If we could travel back in time in the world of music, say the first half of the 18th century, would we be surprised to observe that all those symphonies or solo concerts used to be the magnets drawing audiences to concert halls. This Enlightenment was dominated by the opera, and mainly Italian ones.
The requirement of the epoch was for a composer’s universalism, yet with opera works as the cherry on the top. Those who didn’t write opera music, even if they were masters of symphonies, simply didn't count. What is more, it wasn’t the operas by Mozart or Haydn that were extremely successful, but rather those by the company of Johann Adolph Hasse and Pietro Metastasio. It was pan-European adoration of opera that made Händel leave Germany to study operatic repertoire in Italy, and as we know it was a key element in his further career. 50 years later a similar path was undertaken by one of Bach’s sons, Johann Christian, just as Händel later won English audiences with Italian-style operas. What does it all have to do with our Haydn–Schubert concert? Well, both German conductor Frieder Bernius and concert soloist Johanna Winkel are artists specialising in historically accurate performances i.e. the practice of performing pieces in line with the aesthetic criteria of the epoch they were composed in, and - as far as maestro Bernius is concerned - in replicas of old instruments. That is why the arrangement of compositions performed during the first part of the Friday evening is a somewhat historical reconstruction of 18th century opera. Here the audience enters the theatre and hears instrumental sinfonia (the predecessor of symphony, back then it was a sort of overture), and later the main action of the opera begins. Maestro Bernius and Johanna Winkel refer to this formula. So first there will be a Joseph Haydn symphony followed by Berenice, che fai (concert aria).
The symphony The Creation dates back to the days of triumph and glory, when Haydn visited London for the second time (1794-1795). He was cordially welcomed like a star. Symphony in D major is commonly known as “The Clock” and very much to the liking of Englishmen. A journalist of “The Morning Chronicle” wrote that “Ouverture” (nomen omen the English called symphony like this!) is celebratory and as it was always when the master composed a new piece, he could only repeat his own ideas, and every time they were mistaken (R. Landon, 1976). The clock motif is present in the second part in a characteristic movement of the bassoon melody, however, it is only a pretext to great variations which appear later. Anyway these and similar comments, maybe a bit schoolboyish jokes, often were made by the composer, just as in the “surprise effect” in Symphony in G Major (no. 94). After the initial bars of such musical pranks, it turned out that it was just a pretext to show musical mastery.
On his London tour Haydn also witnessed the popularity of Italian singing, which he could admire as performed by Brigida Giorga-Banti and her colours. It was these creations of the Italian singer which encouraged the composer to write an aria made for measure, especially for her. Rich in surprising modulations and mood changes, the opera scene Berenice, che fai? (Berenice, what are you doing?) theme comes from the opera by Hasse and Metastasio “Antigono”. The Macedonian king Antigone wants to marry Berenice, however, she loves his son Demetrius… Haydn’s aria begins when Demetrius, who is close to making an attempt on his own life, asks Berenice “What are you doing?, and asks her not to leave.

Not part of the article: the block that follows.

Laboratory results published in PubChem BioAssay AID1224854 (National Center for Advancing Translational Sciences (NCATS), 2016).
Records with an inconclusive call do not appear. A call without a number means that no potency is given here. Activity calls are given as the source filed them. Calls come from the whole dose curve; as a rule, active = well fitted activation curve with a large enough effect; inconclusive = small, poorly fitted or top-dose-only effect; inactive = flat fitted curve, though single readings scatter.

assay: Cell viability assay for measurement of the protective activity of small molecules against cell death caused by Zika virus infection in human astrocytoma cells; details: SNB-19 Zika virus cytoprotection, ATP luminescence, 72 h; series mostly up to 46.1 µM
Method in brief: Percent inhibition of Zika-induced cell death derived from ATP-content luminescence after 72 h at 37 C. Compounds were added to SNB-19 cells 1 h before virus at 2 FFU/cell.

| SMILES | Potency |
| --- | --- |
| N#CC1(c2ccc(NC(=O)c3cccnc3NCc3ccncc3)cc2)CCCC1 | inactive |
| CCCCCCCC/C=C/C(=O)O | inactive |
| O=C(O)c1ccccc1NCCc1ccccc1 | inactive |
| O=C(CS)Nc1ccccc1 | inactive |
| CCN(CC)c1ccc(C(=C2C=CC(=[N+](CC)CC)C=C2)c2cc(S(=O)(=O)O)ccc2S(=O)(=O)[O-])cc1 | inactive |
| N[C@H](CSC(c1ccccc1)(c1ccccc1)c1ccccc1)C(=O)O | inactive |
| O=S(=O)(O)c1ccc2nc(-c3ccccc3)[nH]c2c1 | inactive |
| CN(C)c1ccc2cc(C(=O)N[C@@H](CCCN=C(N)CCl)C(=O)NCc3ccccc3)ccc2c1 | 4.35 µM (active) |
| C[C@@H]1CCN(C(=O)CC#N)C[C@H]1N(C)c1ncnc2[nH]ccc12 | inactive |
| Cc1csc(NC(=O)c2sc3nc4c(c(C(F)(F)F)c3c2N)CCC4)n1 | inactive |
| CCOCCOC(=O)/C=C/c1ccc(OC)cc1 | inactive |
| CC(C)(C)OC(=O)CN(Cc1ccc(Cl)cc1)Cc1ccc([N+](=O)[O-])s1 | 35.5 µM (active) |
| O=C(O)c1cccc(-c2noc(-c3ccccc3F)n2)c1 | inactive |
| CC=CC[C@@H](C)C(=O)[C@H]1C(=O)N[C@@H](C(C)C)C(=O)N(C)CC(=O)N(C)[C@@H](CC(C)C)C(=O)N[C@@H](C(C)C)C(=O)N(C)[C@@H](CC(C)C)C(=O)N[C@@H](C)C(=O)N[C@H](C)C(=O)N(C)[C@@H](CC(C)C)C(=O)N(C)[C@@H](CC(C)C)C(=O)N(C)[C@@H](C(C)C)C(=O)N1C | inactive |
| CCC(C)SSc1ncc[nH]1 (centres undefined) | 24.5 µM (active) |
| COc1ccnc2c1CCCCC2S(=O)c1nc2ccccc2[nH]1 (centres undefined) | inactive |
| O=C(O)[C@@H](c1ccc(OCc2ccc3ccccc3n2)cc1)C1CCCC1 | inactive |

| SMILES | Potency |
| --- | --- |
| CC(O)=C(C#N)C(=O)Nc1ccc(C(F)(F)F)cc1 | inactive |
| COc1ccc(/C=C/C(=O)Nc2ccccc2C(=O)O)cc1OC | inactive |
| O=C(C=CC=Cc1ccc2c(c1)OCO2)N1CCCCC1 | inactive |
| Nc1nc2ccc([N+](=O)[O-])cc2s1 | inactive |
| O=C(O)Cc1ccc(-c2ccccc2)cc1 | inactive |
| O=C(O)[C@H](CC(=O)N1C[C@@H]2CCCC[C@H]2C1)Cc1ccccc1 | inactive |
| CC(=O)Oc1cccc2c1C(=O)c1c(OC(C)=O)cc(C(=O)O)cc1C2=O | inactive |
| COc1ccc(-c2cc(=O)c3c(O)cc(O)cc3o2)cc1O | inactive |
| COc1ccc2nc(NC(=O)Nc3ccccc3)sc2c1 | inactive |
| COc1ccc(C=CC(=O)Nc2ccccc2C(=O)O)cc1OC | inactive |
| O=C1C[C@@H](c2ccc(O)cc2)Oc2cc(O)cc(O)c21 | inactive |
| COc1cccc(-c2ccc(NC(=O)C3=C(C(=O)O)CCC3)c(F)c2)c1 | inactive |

Franz Schubert’s Symphony no. 4 in C minor only seemingly exceeds the world of classics. Certainly Schubert in some way is a precursor of romanticism in music which can be well observed in his over 100 songs writing in 1816. The same year the symphony in C minor was written. Later it was called “Tragic” as it was composed in a state of profound heartbreak. We learn about these years later (1821), when Schubert confides in his friend Hüttenbrenner: “I fell in love and I was loved back. In the mass I have composed, she sings solo parts so beautifully and with deep feeling (...). For over three years I have hoped to marry her, but I couldn't find a job which would support us both. According to the will of her parents, she married someone else and this hurt me a lot.”
The source of Schubert’s misery was the soprano Therese Grob, a youthful, and as it later turned out the only, love of the artist. The tragedy of this situation is intensified by the failure the young composer had suffered in securing a job. We must bear in mind that an edict by emperor Klemens Metternich forbade a person from a lower class (like Schubert) to marry someone from a higher class (like Grob) unless they had a job securing a safe life for both of them.
The only traces of the sad circumstances in which the symphony was written can be found in the slow introduction to the piece, whose narrative swiftly approaches the bright and carefree sides of Vienna classicism. Symphonies no. 4, 5 and 6 were written for a home orchestra whose instrumentation exhibits traces of “Mozart's clarity” (T. Marek, Schubert, 1974).
Schubert’s symphonies are not just some trivial introductions to opera. Anyway, despite many attempts, his opera productions were not really successful. The final division between symphony and opera became a fact.
Mikołaj Rykowski PhD
Musicologist and clarinetist, doctorate, and associate at the Department Music Theory at the Paderewski Academy of Music in Poznań. Author of a book and numerous articles devoted to the phenomenon of Harmoniemusik - the 18th-century practice of brass bands. Co-author of the scripts "Speaking concerts" and author of the spoken introductions to philharmonic concerts in Szczecin, Poznań, Bydgoszcz and Łódź.